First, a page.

Kids Birthday Entertainment in Hawaii

By Christy Ayala
No keiki birthday party is complete without singing Happy Birthday, or Hau`oli la Hanau.
No keiki birthday party is complete without singing Happy Birthday, or Hau`oli la Hanau.

In Hawaii, whether it's small gathering of classmates or an all-day event with family and friends, keiki (child) birthday parties usually involve plenty of ono (yummy) food and entertainment to mark the special occasion. From traditional party games, face-painting, balloons, clowns, magicians and the like, to innovative or educational activities, specially themed events, and -- of course -- the traditional luau, entertainment options abound in the land of aloha.

First Birthday Parties

Baby's first birthday is always a very special occasion in Hawaii, and for many island families, this means a big party or luau. Because the guest for a first year birthday celebration traditionally includes extended family and friends of all ages, entertainment usually includes something for everyone. This may mean a balloon artist, a magic show, pony rides or a bounce house for the little ones, and a band or other musical performance for the adults. Whether the event is held in a restaurant, hotel ballroom or backyard, you can count on food -- lots of it -- at any keiki first-birthday party. Popcorn and cotton candy machines are also big hits with keiki and adults alike, as is a traditional favorite, Hawaiian shaved ice.


Swimming is a popular entertainment option in Hawaii. Because most pools in the islands are outdoors, it's important to provide your guests with shade from the sun's rays. Many community centers and Ys offer swimming birthday party packages that include pool time and a room or pavilion where you can provide your guests with food and additional entertainment. If you plan to hold your party at the beach, make sure to get there early enough to find a shady spot, or bring along a tarp and plenty of beach umbrellas. Depending on the age of your guests, fun party favors might include plastic pails and shovels, sand toys, swim goggles, foam noodles, dive rings and other pool toys. Do check with the facility or beach before you go to make sure what items and toys are allowed, and to ensure that everyone stays safe and has a good time in the water, ask parents of non-swimmers to send along a life-jacket for their child. Invite enough adults to provide adequate supervision, especially in the case of pools or beaches with no lifeguards on duty.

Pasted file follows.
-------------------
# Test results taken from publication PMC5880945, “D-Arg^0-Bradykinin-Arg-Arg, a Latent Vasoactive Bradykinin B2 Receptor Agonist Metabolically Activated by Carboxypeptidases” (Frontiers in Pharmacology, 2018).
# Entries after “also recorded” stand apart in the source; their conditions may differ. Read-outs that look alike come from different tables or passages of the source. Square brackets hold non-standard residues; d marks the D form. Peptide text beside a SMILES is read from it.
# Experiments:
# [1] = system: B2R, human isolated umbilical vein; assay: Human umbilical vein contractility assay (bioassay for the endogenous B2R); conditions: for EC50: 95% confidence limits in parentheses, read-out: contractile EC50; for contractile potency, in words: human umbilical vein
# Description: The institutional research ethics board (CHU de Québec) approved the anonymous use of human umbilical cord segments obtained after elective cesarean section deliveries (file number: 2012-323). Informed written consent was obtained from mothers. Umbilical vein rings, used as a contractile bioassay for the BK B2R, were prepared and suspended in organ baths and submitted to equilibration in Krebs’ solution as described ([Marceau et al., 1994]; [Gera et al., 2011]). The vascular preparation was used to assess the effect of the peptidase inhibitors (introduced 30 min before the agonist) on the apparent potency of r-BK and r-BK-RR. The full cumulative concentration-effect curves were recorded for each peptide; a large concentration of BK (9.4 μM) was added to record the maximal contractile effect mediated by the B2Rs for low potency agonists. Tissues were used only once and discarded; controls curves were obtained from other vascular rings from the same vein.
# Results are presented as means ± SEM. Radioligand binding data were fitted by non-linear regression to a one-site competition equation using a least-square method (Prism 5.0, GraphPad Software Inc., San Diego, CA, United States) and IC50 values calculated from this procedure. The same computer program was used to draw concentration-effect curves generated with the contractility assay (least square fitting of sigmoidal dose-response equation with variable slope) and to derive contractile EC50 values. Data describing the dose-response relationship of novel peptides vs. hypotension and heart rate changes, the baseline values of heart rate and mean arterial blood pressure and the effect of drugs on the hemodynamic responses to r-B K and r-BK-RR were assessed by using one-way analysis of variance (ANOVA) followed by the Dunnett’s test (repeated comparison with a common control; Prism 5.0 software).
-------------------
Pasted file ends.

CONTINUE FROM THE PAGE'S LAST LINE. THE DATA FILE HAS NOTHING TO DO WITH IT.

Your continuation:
Connect with Nature

Your birthday child and her guests can go wild with a party package at the Honolulu Zoo. Birthday party packages include admission to the zoo for your guests, guided tours and fun activities, rides and games. Each package also includes food, ranging from hot dogs and hamburgers to Hawaiian barbecue or even a luau, complete with island favorites like Kalua pork, poi and coconut haupia. The Waikiki Aquarium also has birthday party packages kids love to dive into. Packages include admission to the park for the birthday party guests, where where children will learn first-hand about Hawaii's abundant and unique aquatic life. Specially themed parties may include keepsake name badges and lanyards, an audio wand for each child, special activities, and -- a big plus for the parents -- reserved parking.

Other Special Destinations

Take your birthday bunch on an island adventure to learn about science, history and the stars at the Bishop Museum, explore with their senses and learn through play at the Hawaii Children's Discovery Center or even swim with the dolphins at Sea Life Park. Head out to the Hawaiian countryside for a birthday party celebration at Kualoa Ranch, where your guests can explore the petting zoo, ride horses, play games and take a tour of the lush valley in an open-air bus.

About the Author

Christy Ayala writes about recreation, sports, aquatics, healthy living, family and parenting, language development, organizational change, pets and animals. Ayala holds a master's degree in recreation administration from Aurora University’s George Williams College, a graduate certificate in organizational change from Hawaii Pacific University and a bachelor's degree in Spanish from the University of Missouri, St. Louis.